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Gitanes and Gauloises are the two oldest brands of cigarettes still manufactured in France. They were created at the same time, in 1910. The name for the Gauloises brand was given, instead of Hongroisesà la place, in a tense nationalist context. In fact, the blue color of the packs is reminiscent of the famous blue line of the Vosges Mountains that separate France from the provinces it lost to Germany. The cigarettes were originally made up of black, ordinary Caporal tobacco, which is grown in France. Conversely, the brand Gitanes, which was fashioned to target a richer clientele, was named such to evoke the exoticism of neighboring Spain. Gitanes are made from a mix of black tobaccos (ordinary Caporal, mild Caporal, and maryland).

These brands became popular during World War I; the men gladly smoked Gauloises, while their officers favored Gitanes. The fact that cigarettes were free for the soldiers only aided their growth in popularity. But it was not until after the war that the two brands truly took off. Their producer, SEITA (for Societe d'Exploitation Industrielle des Tabacs et Allumettes), which was founded in 1811, belonged to the French government until it was privatized in the mid-1990s. After World War I, SEITA helped pay off the government's debts by increasing sales through a considerable publicity campaign. In 1925 the artist Maurice Giot decorated the Gauloises pack with a drawing of a winged helmet. In 1936 Marcel Jacno modernized Giot's work, giving the Gauloises logo the appearance it has kept to this day; Jacno's purer, edgier stripe added more volume and substance to the winged helmet.

Gauloises has remained the less expensive brand, while Gitanes has continued to represent French taste. In 1926 the Gitanes brand was given packaging representative of the period's Art Deco style. One of the slogans that appeared on the subway walls of Paris in the 1930s was, "No smoking . . . Not even a Gitanes." The movies helped spread the virile image of the smoking man through such stars as Maurice Chevalier and Jean Gabin, who both smoked Gitanes. The first publicity movie for Gitanes was made in 1929 (sound was added in 1932). It was during this period that the most famous Parisian writers and artists, including the American stage actress Josephine Baker, came together to discuss their love of tobacco at the famous literary cafe Rotonde. The Gitanes blend underwent various changes over the years and at one point included Oriental tobaccos. Consumption of Gitanes climbed from 75 million units in 1926 to 850 million units in 1938.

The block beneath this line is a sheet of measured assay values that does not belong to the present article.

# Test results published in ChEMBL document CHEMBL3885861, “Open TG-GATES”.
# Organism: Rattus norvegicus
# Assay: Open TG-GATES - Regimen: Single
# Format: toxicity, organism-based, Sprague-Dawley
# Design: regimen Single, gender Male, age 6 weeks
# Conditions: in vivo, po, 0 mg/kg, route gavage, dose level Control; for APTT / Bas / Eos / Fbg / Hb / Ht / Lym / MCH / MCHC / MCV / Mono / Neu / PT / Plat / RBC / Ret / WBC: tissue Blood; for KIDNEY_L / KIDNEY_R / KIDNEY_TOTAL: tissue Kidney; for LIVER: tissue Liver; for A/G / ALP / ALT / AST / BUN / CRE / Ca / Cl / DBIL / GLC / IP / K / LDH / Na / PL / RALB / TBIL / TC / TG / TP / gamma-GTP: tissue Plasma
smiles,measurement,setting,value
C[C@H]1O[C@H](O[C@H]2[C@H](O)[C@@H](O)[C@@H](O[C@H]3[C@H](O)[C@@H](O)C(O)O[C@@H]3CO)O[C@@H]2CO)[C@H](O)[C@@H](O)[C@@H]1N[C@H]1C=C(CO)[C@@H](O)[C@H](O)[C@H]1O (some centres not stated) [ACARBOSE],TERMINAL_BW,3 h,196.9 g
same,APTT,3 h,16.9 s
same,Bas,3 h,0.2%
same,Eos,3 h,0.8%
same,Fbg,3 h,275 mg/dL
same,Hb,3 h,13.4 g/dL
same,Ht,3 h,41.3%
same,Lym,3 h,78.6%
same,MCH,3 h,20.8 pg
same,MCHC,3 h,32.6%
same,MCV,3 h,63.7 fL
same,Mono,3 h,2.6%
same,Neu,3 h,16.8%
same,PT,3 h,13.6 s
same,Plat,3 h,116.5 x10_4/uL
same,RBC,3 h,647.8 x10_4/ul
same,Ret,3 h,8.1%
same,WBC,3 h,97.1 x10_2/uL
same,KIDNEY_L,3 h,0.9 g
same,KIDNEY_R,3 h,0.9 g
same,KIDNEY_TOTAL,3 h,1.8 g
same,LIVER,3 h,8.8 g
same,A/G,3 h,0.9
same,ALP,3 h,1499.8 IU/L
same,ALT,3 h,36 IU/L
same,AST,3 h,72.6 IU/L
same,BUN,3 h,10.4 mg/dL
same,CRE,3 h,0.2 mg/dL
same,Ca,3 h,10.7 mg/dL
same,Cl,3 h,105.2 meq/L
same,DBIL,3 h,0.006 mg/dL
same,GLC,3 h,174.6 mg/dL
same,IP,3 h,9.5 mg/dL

After World War II, Gauloises and Gitanes, which were made from French black tobacco, found new competition in brands made from the American blond tobacco. In response, SEITA launched in 1956 the Gauloises Disque Bleu brand and gave it unprecedented promotional support. This version, also made from black tobacco, distinguishes itself by its filter tip. The package's design of a famous flamenco dancer dancing through wisps of smoke was drawn by the artist Max Ponty. The artist Hervé Morvan won the Martini publicity prize in 1961 for his Gitanes poster of a male flamenco dancer with a bolero in the shape of cigarettes.

Gitanes sales quadrupled between 1952 and 1957. In 1977, 18.9 billion units were sold, representing 22 percent of all cigarettes smoked in France that year. In 1985, 33 million Gauloises were sold in France, representing 38 percent of the French market. At the end of the twentieth century, however, these two brands suffered from a decline in sales; in 1993 they represented 40 percent of the market but ten years later they hardly accounted for 20 percent due to their unhealthy reputation—black tobacco is considered more carcinogenic—and to competition from the American blond cigarettes (especially Marlboro). Despite being more expensive, the American brands have won over the tastes and hearts of French consumers. As the twenty-first century begins, ALTADIS, the company that comprises SEITA and the Spanish TABACALERA, is still producing Gitanes and Gauloises in its French factories.

See Also Antismoking Movement in France; Camel; Cigarettes; French Empire; Lucky Strike; Marlboro; Virginia Slims.



Adès et Jean-Hugues Piettre, Marie-Claire. Graphismes et créations SEITA: années 30, 40, 50/catalogue. Paris: Musée-Galerie de la Seita, 1986.

Encyclopédie du tabac et des fumeurs. Paris: Le Temps, 1975.

La Revue des Tabacs. Paris: André-Paul Bastien, 1925–.

nationalism the belief that the narrow, selfish interests of one's country should supersede international standards of behavior.

Art Deco the most fashionable style of design in the 1920s and 1930s. Art Deco is usually characterized by geometric lines and shapes. Smoking tobacco tins and cigarette packages of this period were often rendered in the Art Deco style.